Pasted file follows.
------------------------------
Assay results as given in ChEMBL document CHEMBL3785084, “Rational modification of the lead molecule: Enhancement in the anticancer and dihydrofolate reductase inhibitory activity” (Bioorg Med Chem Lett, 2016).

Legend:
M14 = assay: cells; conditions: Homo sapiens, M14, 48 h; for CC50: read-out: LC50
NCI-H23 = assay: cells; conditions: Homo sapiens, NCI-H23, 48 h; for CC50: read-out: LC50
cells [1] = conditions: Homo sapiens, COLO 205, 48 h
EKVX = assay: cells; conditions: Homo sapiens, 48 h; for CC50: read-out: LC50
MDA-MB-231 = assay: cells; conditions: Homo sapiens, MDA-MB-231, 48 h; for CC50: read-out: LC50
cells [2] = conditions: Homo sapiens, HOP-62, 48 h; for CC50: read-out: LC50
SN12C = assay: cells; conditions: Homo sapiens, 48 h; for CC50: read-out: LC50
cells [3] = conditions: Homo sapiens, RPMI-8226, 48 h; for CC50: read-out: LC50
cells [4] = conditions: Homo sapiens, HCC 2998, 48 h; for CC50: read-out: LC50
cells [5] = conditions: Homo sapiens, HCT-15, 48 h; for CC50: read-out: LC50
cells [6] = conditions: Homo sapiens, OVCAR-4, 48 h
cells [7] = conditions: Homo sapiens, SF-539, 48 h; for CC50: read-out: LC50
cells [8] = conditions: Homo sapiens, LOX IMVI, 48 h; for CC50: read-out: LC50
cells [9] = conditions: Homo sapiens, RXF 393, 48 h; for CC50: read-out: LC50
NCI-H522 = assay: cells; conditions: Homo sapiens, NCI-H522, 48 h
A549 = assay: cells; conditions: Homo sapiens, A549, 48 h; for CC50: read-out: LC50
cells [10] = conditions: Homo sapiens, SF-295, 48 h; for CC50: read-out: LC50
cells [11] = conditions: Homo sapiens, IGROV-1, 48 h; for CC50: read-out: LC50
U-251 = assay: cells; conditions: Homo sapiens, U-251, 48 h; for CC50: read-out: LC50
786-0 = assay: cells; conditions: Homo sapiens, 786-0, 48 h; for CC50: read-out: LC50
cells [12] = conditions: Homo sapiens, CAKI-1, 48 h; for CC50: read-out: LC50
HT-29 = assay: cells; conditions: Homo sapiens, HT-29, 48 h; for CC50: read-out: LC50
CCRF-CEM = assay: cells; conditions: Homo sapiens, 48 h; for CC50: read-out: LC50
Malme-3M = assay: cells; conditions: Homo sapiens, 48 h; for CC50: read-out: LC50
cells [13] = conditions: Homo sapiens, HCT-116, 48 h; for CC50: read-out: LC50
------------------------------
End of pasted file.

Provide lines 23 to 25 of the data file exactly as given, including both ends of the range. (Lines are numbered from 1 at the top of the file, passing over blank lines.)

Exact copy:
cells [12] = conditions: Homo sapiens, CAKI-1, 48 h; for CC50: read-out: LC50
HT-29 = assay: cells; conditions: Homo sapiens, HT-29, 48 h; for CC50: read-out: LC50
CCRF-CEM = assay: cells; conditions: Homo sapiens, 48 h; for CC50: read-out: LC50